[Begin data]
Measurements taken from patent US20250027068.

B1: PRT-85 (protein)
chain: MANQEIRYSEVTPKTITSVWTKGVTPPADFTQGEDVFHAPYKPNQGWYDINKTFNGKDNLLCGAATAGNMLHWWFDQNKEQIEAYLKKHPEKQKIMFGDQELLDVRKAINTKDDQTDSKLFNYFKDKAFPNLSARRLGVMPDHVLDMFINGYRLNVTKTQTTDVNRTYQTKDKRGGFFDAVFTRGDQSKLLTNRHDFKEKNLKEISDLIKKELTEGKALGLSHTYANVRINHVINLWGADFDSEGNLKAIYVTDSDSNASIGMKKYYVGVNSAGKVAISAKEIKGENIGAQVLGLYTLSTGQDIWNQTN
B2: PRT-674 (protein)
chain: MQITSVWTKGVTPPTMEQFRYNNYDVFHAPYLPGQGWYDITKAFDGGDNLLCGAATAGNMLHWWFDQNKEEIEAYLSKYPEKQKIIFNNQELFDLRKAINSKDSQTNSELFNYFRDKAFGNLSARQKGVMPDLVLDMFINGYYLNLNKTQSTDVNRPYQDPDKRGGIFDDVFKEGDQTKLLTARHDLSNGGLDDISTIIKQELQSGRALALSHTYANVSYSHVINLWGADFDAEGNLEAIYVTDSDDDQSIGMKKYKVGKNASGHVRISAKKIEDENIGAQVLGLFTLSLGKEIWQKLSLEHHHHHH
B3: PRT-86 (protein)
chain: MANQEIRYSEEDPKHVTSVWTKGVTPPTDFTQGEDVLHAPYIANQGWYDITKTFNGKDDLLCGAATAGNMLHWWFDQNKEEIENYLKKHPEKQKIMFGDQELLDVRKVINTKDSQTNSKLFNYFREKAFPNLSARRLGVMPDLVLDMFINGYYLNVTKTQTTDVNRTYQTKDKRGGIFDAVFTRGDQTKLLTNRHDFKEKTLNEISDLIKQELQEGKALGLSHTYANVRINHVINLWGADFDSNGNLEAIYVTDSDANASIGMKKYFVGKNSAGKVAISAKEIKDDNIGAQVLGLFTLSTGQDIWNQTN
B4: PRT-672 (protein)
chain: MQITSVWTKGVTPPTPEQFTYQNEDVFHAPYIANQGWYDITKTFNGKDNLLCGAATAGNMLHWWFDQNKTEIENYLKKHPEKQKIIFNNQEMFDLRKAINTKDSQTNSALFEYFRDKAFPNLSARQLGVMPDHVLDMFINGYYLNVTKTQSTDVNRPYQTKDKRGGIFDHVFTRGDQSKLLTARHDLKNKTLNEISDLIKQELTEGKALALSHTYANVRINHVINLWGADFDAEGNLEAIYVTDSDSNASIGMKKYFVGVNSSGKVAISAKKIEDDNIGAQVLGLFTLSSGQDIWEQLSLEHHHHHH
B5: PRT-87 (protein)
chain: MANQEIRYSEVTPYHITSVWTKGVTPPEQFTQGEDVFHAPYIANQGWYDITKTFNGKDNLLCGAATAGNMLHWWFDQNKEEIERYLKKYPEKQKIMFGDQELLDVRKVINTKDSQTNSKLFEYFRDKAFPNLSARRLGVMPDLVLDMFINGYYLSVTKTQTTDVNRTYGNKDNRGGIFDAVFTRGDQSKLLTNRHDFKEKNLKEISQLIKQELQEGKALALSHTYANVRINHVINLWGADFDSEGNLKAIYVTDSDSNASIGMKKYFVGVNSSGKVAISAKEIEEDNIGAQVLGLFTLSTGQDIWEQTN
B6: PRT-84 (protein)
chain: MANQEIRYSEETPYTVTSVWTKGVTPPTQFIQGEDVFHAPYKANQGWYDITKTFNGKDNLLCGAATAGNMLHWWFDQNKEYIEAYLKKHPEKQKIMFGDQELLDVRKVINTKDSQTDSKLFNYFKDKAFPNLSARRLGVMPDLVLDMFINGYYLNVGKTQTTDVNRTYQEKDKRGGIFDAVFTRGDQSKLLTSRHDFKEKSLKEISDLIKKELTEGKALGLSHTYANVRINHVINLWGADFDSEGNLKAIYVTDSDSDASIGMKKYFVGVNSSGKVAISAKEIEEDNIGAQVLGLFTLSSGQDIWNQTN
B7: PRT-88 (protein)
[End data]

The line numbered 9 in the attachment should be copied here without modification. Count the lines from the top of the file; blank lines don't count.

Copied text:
chain: MQITSVWTKGVTPPTPEQFTYQNEDVFHAPYIANQGWYDITKTFNGKDNLLCGAATAGNMLHWWFDQNKTEIENYLKKHPEKQKIIFNNQEMFDLRKAINTKDSQTNSALFEYFRDKAFPNLSARQLGVMPDHVLDMFINGYYLNVTKTQSTDVNRPYQTKDKRGGIFDHVFTRGDQSKLLTARHDLKNKTLNEISDLIKQELTEGKALALSHTYANVRINHVINLWGADFDAEGNLEAIYVTDSDSNASIGMKKYFVGVNSSGKVAISAKKIEDDNIGAQVLGLFTLSSGQDIWEQLSLEHHHHHH